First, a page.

The find was made on the Peloponnese Peninsula, south of Athens, in an area close to Kiladha Bay, which is known to be of historical importance. It is protected by the Greek government, who strictly regulates diving to prevent the looting of archaeological artefacts. But, a group of researchers from the University of Geneva made a stunning discovery while training at the nearby Lambayanna Beach. Divers first spotted fragments of pottery below the surface, hinting at the possibility of a submerged settlement, and returned a year later to conduct a full investigation. Overseen by the Swiss School of Archaeology in Greece, in collaboration with the Greek Ministry of Culture, they used the world’s largest solar-powered boat – the PlanetSolar – to aid in their search.

What baffled the archaeologists though, was the settlement contained at least three horseshoe-shaped foundations attached to the wall line, believed to be a type of defense fortification unseen anywhere else in Greece. Julien Beck, an antiquities professor at the University of Geneva, said: 

“The importance of our discovery is partly due to the large size. The chances of finding such walls underwater are extremely low. The full size of the facility is not yet known. We do not know why it is surrounded by fortifications.”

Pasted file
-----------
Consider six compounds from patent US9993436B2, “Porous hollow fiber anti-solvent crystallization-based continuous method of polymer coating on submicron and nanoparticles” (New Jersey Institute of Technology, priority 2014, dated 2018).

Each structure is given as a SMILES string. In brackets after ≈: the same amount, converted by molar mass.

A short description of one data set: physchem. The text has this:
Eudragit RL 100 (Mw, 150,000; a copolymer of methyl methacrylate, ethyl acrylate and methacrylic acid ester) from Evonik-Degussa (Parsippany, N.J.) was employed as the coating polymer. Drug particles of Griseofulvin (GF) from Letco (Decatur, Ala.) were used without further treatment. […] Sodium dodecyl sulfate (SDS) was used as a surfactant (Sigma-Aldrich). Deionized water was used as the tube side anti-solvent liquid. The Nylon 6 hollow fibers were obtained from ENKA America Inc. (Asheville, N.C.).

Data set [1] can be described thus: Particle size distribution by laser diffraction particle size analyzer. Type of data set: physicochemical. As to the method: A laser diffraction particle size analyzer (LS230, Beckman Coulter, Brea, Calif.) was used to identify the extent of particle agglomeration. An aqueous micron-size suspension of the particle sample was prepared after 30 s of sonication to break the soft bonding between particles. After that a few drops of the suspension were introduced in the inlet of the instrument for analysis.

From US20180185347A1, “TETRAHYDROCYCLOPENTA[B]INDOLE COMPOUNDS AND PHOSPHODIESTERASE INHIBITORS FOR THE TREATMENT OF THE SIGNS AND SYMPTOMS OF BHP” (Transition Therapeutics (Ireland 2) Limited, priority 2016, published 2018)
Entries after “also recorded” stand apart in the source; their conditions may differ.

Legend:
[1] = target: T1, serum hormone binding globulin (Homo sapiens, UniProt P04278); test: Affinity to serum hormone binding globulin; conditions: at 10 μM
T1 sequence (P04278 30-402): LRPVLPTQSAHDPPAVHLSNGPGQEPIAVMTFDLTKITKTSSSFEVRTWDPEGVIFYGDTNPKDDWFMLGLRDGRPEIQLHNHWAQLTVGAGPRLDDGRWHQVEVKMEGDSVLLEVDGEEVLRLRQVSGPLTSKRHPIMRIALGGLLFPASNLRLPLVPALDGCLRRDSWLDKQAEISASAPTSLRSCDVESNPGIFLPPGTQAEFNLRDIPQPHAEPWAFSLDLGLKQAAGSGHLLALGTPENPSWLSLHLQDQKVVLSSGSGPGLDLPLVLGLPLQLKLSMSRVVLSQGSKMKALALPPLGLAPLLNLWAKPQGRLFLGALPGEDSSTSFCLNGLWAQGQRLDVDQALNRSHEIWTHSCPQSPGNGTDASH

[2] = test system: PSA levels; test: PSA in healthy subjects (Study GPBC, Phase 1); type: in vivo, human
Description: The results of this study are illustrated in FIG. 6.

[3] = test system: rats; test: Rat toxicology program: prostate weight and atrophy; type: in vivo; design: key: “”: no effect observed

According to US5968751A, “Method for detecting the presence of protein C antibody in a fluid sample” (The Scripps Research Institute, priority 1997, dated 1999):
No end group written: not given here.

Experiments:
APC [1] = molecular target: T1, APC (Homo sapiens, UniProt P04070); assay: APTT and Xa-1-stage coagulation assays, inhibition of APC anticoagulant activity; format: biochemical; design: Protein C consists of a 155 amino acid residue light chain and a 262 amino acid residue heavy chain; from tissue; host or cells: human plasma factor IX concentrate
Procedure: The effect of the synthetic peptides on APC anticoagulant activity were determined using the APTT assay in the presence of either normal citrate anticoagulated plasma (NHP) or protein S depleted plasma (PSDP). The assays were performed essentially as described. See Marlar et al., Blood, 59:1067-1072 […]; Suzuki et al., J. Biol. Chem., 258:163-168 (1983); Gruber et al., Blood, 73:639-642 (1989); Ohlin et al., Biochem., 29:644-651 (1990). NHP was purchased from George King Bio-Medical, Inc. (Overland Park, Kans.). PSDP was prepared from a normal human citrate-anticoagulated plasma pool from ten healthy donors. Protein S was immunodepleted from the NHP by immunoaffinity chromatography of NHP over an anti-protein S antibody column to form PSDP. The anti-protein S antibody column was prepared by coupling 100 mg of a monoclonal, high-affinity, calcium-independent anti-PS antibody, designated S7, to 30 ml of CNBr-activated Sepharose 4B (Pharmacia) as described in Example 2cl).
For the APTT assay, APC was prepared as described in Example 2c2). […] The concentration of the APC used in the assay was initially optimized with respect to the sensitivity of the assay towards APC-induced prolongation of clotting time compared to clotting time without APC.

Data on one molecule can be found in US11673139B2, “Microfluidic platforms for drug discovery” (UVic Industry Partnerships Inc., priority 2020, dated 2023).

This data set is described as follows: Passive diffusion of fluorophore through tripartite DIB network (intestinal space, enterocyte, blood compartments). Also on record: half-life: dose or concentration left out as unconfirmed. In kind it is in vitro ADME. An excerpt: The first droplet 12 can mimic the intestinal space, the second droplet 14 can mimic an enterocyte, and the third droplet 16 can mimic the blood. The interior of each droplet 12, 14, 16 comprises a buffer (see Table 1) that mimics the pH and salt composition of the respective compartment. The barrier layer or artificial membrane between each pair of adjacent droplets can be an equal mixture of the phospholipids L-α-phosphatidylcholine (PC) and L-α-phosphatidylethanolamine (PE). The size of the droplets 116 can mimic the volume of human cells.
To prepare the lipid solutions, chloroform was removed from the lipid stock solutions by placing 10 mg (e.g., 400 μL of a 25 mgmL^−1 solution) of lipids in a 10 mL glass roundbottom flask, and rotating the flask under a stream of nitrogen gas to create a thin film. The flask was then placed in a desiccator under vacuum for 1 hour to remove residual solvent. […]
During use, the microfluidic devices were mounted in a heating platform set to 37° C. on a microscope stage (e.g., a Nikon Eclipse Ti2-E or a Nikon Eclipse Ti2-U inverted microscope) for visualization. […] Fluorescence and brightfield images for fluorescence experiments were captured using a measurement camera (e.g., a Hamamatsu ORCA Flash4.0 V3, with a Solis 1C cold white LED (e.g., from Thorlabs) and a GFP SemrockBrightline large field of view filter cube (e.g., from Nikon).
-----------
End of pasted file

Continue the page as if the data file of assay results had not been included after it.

The team found more than 6,000 artefacts connected with the settlement, including paved surfaces that appear to be streets, as well as a wide array of pottery and stone tools.

The submerged structures found by the researchers date to around the same period as the pyramids of Giza and early Minoan Settlements in Crete. But they predate the first great Greek civilisation, the Mycenaean, by roughly 1,000 years.

Though the experts are still determining the extent of their discovery, Prof Beck compared its importance to the town of Lerna, located in the nearby Gulf of Nafplion. Believed to be the site of Hercules’ battle with the many-headed Hydra in Greek mythology, Lerna has long been used as a reference point for researchers because of the ceramics and architectural structures found there.

Prof Beck and his colleagues did not make a guess as to why the city sank below the ocean’s surface thousands of years ago, though rising sea levels and shifting tectonic plates have been suggested as possibilities.

The research team hopes the artefacts will enable them to “learn more about trade, shipping, and day-to-day life from the period” in the future. They believe further investigations around Lambayanna Beach will provide new insight into a dense network of coastal settlements spread throughout the Aegean Sea.